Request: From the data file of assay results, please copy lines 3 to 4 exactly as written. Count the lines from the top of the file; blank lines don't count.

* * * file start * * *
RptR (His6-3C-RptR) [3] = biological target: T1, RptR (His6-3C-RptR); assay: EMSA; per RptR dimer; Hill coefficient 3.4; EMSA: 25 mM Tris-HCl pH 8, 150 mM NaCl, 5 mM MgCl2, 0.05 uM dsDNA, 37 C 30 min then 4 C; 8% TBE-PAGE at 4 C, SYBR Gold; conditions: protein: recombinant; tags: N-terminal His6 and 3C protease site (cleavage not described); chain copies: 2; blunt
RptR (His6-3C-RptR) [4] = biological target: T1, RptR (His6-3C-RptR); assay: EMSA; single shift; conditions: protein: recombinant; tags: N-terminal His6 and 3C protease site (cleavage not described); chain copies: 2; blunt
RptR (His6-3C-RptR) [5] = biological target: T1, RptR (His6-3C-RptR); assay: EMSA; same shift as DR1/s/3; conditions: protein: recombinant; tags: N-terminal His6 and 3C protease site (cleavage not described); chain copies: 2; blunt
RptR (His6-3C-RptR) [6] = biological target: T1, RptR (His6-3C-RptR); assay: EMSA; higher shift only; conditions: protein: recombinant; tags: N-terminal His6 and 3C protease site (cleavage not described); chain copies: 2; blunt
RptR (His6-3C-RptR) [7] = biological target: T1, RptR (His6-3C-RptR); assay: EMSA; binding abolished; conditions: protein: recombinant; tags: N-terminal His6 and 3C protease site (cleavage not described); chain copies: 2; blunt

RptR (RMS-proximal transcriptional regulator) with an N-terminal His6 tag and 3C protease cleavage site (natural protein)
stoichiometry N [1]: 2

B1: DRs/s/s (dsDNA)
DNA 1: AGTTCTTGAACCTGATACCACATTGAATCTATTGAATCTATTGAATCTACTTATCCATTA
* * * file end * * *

RptR (His6-3C-RptR) [5] = biological target: T1, RptR (His6-3C-RptR); assay: EMSA; same shift as DR1/s/3; conditions: protein: recombinant; tags: N-terminal His6 and 3C protease site (cleavage not described); chain copies: 2; blunt
RptR (His6-3C-RptR) [6] = biological target: T1, RptR (His6-3C-RptR); assay: EMSA; higher shift only; conditions: protein: recombinant; tags: N-terminal His6 and 3C protease site (cleavage not described); chain copies: 2; blunt